In Inglese perche’ cosi’ mi gira oggi!! In English ‘coz I feel like it!!

Tour de Suisse – Stage 4 crash (from

A couple of days ago, there was a massive pile up at the sprint finish of Stage 4 of the Tour Suisse. Some of you, not too familiar with the road cycling scene, will wonder what the heck is it and who cares!

As to the “what is it”, the Tour of Suisse is a cycling race in 9 stages around Switzerland which works as the last training ground for those taking part in the much more famous Tour de France.

As to the “who cares”…… you don’t have to care! It just prompted me to reflect on that fine line that there is between competitive edge and unsporting behaviour.

The facts: last km of the stage, the peloton is compact and travelling fast (60 kph +) as the teams are trying to position their sprinters for the last dart to the finish line. This phase of the races are intrinsically dangerous, as there are perhaps 20 riders travelling very fast and with very little space between them; any small movement, sudden break or lack of concentration may result in a fall. Now what happened is that 300/400 mt from the line the sprinters started jostling for each other’s wheel or that of their train (aka team mates who is launching them). 100 mt from the finish line, Mark Cavendish and Hausler are coming through strong and overtaking Ciolek on either side. Cavendish moves to the left a bit, Hausler rides with the head down for a fraction too long, they touch and end up on the deck, and as they are at the top of the peloton, cause carnage behind them as other riders arrive at high speed and try to dodge bodies on the road or bike flung left right and centre. Cavendish got penalised for his move and most riders staged a protest against him (or his behaviour) the following day.

Obviously in various blogs and commentaries, some people have taken Cav’s side, some not. His move is seen by some as a normal racing move, which happens all the time, just unfortunate the way it ended up; some others think that he was wreckless, dangerous and down right stupid to cause such a massive pile up.

I have looked and re-looked at the footage of the accident on YouTube. My opinion just as valid as anyone else’s I guess. Cavendish goes past Ciolek on the right, clearly looks to his left, sees Hausler hanging on, move towards him to exercise a bit of pressure (!), but Hausler is head down and doesn’t see him coming. So they clip and they go down really bad. At first sight the accident looks like one that happens many time in sprint finishes, but then I started looking at it again given how divided was the opinion on it. Why Cavendish moves to the left when he’s 40 metres from the finish line? He looks and moves, why not concentrate on getting to the line covering the shortest distance…..that is going straight? Personal view again based on media coverage (never met the guy!). Cavendish is a talented rider, with power to spare and he has kicked everyone’s butt in many occasions with amazing bursts of power. He is also a young, cocky and arrogant guy, with lots of self esteem and little respect for other riders. Some would argue that is what makes him a winner.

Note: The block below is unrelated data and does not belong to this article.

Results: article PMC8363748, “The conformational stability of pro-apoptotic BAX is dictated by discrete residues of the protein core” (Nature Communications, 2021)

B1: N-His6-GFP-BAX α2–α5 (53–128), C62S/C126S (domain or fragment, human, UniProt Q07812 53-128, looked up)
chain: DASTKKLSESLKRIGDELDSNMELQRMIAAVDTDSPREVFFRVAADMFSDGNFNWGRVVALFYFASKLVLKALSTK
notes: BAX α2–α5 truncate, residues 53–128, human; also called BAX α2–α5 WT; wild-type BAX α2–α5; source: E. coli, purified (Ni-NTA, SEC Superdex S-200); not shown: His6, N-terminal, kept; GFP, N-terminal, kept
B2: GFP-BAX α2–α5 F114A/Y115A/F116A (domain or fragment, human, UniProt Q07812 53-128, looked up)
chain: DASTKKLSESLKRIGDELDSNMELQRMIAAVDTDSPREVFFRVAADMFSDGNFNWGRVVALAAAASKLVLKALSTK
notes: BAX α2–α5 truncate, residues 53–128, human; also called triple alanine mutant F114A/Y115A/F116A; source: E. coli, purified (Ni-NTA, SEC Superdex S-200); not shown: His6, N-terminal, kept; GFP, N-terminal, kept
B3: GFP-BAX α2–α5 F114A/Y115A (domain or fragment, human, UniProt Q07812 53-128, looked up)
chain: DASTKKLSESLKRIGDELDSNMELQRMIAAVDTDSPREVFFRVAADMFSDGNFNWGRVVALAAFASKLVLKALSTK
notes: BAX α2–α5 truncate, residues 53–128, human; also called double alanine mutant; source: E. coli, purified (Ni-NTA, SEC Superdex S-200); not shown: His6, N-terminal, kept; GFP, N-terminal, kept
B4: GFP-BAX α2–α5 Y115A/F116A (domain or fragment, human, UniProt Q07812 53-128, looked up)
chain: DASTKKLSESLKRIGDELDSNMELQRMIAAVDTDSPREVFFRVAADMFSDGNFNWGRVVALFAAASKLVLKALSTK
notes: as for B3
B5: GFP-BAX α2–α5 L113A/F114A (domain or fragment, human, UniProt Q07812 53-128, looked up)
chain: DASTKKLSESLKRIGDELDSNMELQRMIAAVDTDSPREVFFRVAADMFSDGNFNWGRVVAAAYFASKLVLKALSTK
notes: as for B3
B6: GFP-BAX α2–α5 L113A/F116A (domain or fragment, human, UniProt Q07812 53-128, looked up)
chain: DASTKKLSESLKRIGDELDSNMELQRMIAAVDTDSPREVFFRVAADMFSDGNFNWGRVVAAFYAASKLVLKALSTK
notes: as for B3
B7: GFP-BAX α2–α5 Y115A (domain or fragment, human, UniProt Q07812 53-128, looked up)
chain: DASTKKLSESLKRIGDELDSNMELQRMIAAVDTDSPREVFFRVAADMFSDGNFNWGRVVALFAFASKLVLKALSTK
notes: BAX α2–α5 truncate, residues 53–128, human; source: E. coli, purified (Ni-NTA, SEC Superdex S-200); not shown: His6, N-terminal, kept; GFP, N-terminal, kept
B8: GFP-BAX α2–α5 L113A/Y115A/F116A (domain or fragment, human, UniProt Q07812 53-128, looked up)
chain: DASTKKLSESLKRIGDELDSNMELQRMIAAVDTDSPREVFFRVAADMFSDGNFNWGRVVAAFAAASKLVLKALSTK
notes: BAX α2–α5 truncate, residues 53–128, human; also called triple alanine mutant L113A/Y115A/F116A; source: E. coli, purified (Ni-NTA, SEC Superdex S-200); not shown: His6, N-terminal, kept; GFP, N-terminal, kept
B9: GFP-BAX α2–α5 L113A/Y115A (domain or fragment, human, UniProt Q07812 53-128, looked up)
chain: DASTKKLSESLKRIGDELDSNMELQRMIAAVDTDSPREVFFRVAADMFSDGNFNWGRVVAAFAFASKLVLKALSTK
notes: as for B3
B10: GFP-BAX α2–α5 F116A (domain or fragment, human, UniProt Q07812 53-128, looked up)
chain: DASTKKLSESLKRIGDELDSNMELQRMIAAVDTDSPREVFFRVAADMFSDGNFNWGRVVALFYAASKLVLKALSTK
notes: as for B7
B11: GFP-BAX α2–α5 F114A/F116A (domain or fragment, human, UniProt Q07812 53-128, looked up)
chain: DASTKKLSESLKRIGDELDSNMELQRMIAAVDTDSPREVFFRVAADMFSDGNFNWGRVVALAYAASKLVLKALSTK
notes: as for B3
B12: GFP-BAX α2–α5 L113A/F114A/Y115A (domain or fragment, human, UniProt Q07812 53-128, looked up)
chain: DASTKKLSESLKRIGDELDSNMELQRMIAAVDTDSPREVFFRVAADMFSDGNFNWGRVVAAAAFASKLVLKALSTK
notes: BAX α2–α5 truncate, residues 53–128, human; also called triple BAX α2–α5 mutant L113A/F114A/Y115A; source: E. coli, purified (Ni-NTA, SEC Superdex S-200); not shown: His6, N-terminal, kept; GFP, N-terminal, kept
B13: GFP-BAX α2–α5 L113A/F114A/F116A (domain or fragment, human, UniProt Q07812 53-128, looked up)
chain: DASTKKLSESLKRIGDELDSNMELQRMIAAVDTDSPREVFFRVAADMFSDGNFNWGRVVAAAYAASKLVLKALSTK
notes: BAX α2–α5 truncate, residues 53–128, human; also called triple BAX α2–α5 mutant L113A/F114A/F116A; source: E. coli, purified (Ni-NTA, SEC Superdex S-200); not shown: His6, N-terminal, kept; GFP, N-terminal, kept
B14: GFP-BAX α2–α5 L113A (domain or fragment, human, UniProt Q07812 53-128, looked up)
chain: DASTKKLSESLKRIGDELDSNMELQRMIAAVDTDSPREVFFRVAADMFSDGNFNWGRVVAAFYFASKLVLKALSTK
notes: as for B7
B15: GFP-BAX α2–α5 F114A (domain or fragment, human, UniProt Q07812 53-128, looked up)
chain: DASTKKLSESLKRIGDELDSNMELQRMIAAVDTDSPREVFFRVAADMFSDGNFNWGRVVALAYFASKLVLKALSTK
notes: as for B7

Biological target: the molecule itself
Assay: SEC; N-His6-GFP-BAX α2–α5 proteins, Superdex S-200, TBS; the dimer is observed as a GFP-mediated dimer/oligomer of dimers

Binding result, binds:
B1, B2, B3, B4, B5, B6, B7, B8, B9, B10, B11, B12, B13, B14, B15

These types of behaviours are not isolated examples. In F1 there have been several incidents like this one. In MotoGp some bumping occurs at every race; in horse riding is the same; in middle distance athletics you got elbows flying at every start and pushing and shoving before the last key turn; in football, players slightly nudge the opponent when he’s running past them. In all cases, I don’t believe there is a malicious intent to cause harm, but there is definitely an attempt to show one’s muscles and somewhat intimidate the opponent. Many will argue is just part of the game, but that’s where I think the competitive nature of a sport turns people into callous individuals who will have no qualms making a dangerous move to show you who’s boss.

I don’t think Cavendish wanted to crash, nor take down with him other 20 riders (and some unfortunately didn’t get away as lightly as he did…and broke bones). I do think however he wanted to intimidate Hausler, otherwise no reason to go the long way round to the finish line! At times something happens in our brain that triggers irrational reactions, which may cause harm to other unintentionally….and that is true in many walks of life.

Professional athletes are so driven by what they do and winning is such a sought reward (some would say the only reason to be an athlete) that they will push their competitiveness to the limit. And the line is fine and grey between competitive and unfair behaviour. Is it the commercialisation of the sport driving athlete’s to this? is it the human desire to excel and, in a Darwinian way, show his/her supremacy? is it social pressure that drives us to push harder to be the best in what we do? is it the adrenaline rush of winning? Or maybe a combination of all the above?!

Everyone will have their own views, which I respect, though personally I would be pretty pissed off if I’d broken my hip because of someone’s ego! But that’s the nature of competitive sport.